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Mental Health Awareness Month: Early Signs of Elderly Mental Health Issues

By Jessica Deng

Mental Health Awareness month is a time to be mindful of those living with mental or behavioral health issues and to help reduce the stigma so many may experience. Aging is a fact of life. We need to focus on healthy aging, including behavioral health issues during Mental Health Awareness month and every day.

While it may not always be easy to recognize the early symptoms of a developing mental health condition in elderly people, we’ve created a list of some important signs and symptoms to look out for:

  • Changes in Eating Habits – a sudden change in eating habits can be equally troubling. Elderly people suffering from mental illness may binge on food or avoid eating altogether. Increased or decreased appetite or sudden weight loss or gain may point to an underlying mental health problem.
  • Changes in personal care – people with mental health issues sometimes noticeably alter their regular personal care routines. Seniors may unexpectedly change their overall appearance or the way they dress or they may neglect personal hygiene by forgoing activities of daily living such as shaving, washing, or changing clothes.
  • Social isolation – seniors with psychological problems often withdraw from their social circles. Social isolation and loneliness have been linked to higher risks for a variety of physical and mental conditions: high blood pressure, heart disease, obesity, a weakened immune system, anxiety, depression, Alzheimer’s disease, and even death.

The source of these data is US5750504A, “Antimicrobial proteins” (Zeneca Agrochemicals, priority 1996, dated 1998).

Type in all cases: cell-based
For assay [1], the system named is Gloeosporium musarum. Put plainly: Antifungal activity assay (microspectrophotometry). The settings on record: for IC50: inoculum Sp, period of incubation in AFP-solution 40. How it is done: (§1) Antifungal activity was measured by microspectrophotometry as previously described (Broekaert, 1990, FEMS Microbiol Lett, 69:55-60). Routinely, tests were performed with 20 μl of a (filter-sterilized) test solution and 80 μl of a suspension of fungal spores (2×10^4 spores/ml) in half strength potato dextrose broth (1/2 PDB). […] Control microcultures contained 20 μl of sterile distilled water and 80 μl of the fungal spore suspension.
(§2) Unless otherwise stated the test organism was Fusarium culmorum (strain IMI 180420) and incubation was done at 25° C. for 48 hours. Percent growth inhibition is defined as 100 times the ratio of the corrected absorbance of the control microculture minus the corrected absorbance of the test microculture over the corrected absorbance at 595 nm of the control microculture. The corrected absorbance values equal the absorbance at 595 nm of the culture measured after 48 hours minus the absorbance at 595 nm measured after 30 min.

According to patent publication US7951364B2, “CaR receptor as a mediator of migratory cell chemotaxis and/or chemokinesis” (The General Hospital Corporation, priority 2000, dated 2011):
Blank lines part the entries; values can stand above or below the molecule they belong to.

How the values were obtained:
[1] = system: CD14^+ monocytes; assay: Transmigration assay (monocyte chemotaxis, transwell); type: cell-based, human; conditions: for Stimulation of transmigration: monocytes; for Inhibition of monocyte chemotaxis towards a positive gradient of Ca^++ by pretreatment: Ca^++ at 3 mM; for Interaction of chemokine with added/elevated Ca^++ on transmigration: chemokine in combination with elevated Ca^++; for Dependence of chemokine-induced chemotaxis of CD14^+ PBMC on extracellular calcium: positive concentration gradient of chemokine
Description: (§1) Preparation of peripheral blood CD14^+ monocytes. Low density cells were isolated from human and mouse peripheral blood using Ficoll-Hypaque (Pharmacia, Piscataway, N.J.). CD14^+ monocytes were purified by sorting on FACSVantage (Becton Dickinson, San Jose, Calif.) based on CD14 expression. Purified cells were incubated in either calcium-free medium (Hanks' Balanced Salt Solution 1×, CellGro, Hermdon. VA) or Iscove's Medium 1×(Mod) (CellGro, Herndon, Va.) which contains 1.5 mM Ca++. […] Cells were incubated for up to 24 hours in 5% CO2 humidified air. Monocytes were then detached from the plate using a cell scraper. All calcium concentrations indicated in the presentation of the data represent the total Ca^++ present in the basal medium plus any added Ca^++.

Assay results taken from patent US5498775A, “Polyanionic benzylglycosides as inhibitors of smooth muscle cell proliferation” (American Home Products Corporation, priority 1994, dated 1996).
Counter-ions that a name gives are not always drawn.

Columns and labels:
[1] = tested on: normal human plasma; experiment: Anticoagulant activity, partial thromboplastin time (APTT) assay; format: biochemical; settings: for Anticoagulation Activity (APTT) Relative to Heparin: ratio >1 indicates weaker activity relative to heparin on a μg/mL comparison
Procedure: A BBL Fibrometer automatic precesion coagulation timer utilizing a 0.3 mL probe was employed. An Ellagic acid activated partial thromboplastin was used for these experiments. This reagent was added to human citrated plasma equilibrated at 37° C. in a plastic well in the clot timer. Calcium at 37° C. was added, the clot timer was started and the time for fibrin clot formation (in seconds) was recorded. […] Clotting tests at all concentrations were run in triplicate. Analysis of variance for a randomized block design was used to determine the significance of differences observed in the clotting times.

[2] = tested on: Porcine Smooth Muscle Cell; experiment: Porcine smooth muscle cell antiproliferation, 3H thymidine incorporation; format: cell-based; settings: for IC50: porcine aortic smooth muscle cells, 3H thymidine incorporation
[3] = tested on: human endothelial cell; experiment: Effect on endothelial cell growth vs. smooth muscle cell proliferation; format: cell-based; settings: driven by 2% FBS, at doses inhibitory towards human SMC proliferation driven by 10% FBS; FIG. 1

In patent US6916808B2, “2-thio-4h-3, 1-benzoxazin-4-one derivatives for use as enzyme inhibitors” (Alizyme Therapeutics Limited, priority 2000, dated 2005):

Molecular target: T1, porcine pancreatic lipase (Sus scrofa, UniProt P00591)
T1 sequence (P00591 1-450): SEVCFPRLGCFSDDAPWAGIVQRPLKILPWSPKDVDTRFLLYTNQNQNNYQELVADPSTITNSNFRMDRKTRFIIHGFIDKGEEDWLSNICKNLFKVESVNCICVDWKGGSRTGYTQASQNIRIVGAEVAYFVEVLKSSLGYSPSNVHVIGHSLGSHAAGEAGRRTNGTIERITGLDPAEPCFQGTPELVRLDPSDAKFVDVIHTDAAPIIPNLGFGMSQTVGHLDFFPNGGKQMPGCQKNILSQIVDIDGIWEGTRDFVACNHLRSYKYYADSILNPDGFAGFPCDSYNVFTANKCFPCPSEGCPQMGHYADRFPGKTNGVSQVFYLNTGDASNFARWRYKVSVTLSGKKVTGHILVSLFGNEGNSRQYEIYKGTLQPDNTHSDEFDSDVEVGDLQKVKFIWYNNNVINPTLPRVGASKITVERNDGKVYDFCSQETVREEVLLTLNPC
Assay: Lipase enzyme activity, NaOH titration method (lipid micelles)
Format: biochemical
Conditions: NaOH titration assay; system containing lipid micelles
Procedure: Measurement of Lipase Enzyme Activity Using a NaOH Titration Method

• Sleep changes – sudden sleep changes, such as excessive sleeping or difficulty sleeping, maybe a sign of a mental health disorder. Mental health can disrupt healthy sleep patterns, which leads to fatigue and lethargy.
  • Depressed mood – warning signs of depression include noticeable changes in mood, energy level, or appetite. Having trouble feeling positive emotions, increased worry, anger, irritability, or aggressiveness are also signs of depression. If untreated, the impact of depression on health in older adults can be severe.
  • Memory or language loss – if an elderly loved one is showing signs of memory loss, it could be something serious that requires treatment. Indicators of memory problems are misplacing belongings, inability to recognize a person the elderly person could recognize before and ask for the same information they inquired about minutes earlier.

Caring for a loved one that is suffering from a mental or physical health condition can be scary, but you are not alone. LifeWorx can provide you or your loved one with the best caregiver to help with the health condition, and treatment plan, and ensure the quality of life you or your loved one deserve to start living a better and positive life today.

Explore LifeWorx’ in-home elder care services.